I buried the dough ball in the flour, covered it, and put it in my basement, where it tends to stay below 65 in the fall. After 48 hours, as you can see, there's already activity.



The dough ball wasn't full of holes, but obviously there was some activity. Here's what it looks like. After peeling the crust away, I'd usually have about half left over, and I'd feed that.



And here's the finished bread. As you can tell, it's not particularly huge or light. I didn't get a shot of the crumb -- or if I did, I can't find it now -- but it wasn't what I'd call a "light" bread, though it wasn't quite a brick either. Perhaps the desem wasn't strong enough? I did deviate from Laurel's instructions near the end of the process as well -- unlike her instructions, I always doubled the size of my desem when feeding it. But I doubt that made a difference.



As for light whole wheat, I can make light whole wheat sandwich bread til the cows come home. I don't get huge holes, but the bread has a uniform texture that's very nice. I'm having a dickens of a time trying to make light whole wheat hearth bread without any additions beyond flour, water, salt and starter. Laurel is absolutely right that 1 Tbs of butter per loaf really helps the rise a lot. Her "featherpuff" bread (right) is amazingly light and huge, but it's super rich: eggs, cottage cheese, milk, butter.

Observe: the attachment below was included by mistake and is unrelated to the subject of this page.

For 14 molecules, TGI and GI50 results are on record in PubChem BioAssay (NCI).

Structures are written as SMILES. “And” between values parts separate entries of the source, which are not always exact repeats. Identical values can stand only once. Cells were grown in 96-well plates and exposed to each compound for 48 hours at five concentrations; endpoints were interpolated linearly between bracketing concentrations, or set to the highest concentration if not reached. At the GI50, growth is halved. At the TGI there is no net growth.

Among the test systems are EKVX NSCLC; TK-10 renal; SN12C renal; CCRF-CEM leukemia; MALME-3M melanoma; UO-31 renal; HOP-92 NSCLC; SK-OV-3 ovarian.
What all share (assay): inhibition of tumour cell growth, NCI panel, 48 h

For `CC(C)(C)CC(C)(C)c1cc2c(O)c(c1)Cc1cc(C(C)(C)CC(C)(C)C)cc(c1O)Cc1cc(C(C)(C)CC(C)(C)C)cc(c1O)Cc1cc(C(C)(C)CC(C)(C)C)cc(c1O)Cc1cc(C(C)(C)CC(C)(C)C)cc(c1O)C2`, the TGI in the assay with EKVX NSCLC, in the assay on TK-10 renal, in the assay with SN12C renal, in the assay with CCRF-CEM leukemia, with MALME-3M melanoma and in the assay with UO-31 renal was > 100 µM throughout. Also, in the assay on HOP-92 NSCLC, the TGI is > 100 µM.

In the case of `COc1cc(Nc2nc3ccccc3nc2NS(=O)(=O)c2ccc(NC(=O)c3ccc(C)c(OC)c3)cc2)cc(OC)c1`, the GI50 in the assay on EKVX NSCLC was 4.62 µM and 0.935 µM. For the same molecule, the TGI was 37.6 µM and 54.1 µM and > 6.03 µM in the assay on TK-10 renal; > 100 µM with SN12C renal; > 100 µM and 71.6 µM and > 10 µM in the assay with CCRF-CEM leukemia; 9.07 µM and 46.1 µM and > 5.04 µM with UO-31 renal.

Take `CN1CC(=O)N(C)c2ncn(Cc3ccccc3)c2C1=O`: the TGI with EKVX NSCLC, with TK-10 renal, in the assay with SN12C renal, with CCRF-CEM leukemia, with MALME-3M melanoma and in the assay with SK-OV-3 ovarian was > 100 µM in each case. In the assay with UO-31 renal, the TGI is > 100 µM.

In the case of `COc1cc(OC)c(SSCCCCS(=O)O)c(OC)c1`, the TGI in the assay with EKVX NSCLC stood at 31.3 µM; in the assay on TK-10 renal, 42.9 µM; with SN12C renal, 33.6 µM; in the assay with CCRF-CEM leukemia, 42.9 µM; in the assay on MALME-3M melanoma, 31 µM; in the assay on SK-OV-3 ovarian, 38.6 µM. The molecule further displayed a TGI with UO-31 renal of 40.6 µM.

I tried to make light 100% whole wheat hearth bread this weekend with a hydration of 80%, but, like all my other attempts, though the crumb was somwhat open, with a few medium sized holes here and there, it spread out once again instead of up. That may be a shaping issue, though. I tried to make a batard for the first time. Ah well, the quest goes on!

jkandell's picture
jkandell

as the starter matures, imho.

northwestsourdough's picture
northwestsourdough